In our discussions with university program leadership we have found a great deal of interest in getting more involved in their student’s career development. Career development has traditionally not been a core concern at the program level, however this is changing rapidly as program’s are increasingly recognizing their long term wellbeing and enrolment numbers are effected by how they can better demonstrate how well they prepare students for career success. In an increasingly competitive higher educational marketplace, long term success and relevancy is now determined by how well students are being prepared for professional life. This means that programs should all have a well thought out strategy around student career development at their level, in addition to the University as a whole.
Programs that can better tap into how their graduates actually project themselves as a product of their education and field of study, will be the most successful in the long term. A survey of University candidates choosing a University or college (Source: “How Do Students Use Rankings” topuniversities.com) found that 33% of how University candidates rank and decide on what school and program to attend is based on the perception of “Employability”, which is made up of Employer Reputation and Employment Rates.
Schools and program have never been more under threat of closing than now, as enrolment numbers are declining as a whole. Harvard University Professor, Clayton Christensen, estimates that potentially 50% of all colleges in the US are under threat of closing over the next 10-15 years as enrolment declines and candidates are shifting to schools and programs that have better “Employability” rankings.
Grades have long been the gold standard for benchmarking student achievement. While grades are indispensable within the academic environment they do not provide much value in the employment market. In the New York Times, Google’s Laszlo Bock, Senior VP of People Operations stated “GPA’s are worthless as a criteria for hiring, and test scores are worthless.”. Grades provide academia a means of assessing how well students understand the course content, but does not necessarily assess how well students understand the value of the content to their professional development. When it comes to career development, students need to understand the value of what they learn so that they can effectively project it to prospective employers.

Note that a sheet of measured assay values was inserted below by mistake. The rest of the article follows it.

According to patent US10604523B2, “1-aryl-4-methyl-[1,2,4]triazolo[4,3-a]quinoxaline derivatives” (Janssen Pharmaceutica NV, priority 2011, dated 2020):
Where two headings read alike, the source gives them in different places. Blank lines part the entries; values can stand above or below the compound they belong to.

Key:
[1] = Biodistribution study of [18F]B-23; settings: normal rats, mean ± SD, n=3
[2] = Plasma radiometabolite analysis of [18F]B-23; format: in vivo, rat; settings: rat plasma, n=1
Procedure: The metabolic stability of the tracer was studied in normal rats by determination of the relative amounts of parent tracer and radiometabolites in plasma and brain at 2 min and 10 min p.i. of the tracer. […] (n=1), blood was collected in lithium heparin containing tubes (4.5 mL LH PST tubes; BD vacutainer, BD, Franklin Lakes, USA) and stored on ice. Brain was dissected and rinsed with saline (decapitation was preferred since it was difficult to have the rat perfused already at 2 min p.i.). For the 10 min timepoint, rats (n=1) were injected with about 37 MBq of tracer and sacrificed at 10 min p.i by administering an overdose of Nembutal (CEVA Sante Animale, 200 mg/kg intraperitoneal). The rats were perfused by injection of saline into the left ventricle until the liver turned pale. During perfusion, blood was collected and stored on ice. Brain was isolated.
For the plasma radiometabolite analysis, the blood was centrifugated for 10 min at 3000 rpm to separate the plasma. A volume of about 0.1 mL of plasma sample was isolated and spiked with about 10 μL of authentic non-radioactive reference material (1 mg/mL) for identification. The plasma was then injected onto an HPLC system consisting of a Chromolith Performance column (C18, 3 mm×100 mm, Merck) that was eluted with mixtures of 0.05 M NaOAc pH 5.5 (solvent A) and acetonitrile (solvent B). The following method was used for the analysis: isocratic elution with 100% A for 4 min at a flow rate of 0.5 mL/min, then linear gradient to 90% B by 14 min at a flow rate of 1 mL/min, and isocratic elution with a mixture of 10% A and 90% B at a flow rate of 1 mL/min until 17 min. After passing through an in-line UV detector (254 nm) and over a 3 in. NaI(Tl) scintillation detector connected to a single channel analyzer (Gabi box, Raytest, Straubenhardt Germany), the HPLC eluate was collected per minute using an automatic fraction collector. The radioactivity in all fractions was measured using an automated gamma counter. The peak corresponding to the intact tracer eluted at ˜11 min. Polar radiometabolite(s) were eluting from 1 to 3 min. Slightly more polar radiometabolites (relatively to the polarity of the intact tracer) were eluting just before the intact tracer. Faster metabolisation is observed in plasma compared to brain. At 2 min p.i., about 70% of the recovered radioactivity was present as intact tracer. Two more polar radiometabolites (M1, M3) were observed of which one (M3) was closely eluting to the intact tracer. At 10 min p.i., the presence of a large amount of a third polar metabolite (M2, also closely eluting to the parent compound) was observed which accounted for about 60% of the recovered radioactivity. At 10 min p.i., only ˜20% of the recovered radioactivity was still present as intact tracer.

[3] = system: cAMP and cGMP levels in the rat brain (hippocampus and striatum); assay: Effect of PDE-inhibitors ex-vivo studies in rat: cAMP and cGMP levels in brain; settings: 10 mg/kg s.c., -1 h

We believe this is why tracking career development at the program level has been so elusive. Programs are not assessing students in the same way that employers do and more importantly they do not see a viable way to do it in conjunction with established assessment methods.
We started Acadiate as a way to help students better capture and express their skills so they are better positioned to market themselves. Program managers at leading universities have told us that seeing the way students are positioning themselves on Acadiate has given them a great deal of insight into how their programs are impacting their student’s career development. It gives them feedback on how their students are processing what they learn in the classroom and how the student’s may project their education to potential employers as a marketable skill or talent. In other words, Acadiate allows them to see their students in a way they have never been able to before. By seeing students in this way, they can more holistically evaluate from the perspective of the employer whether the learning outcomes they have designed in their curriculum are actually impacting (or not) how their students project their marketability to employers, hence impacting their career success.
When programs can better ideally define how they want students to project themselves to employers, they can better identify impactful interventions and better improve career development at the program level. One of the key breakthroughs in implementing a career development strategy at the program level is an effective assessment methodology. Acadiate working closely with it’s academic partners has developed a meaningful and effective starting point for programs to assess student progress on career development during their school years using its Showcase benchmarking tool.
Over the upcoming months we will continue with a series of blogs on the student benchmarking and how to implement an effective career development strategy at the program level.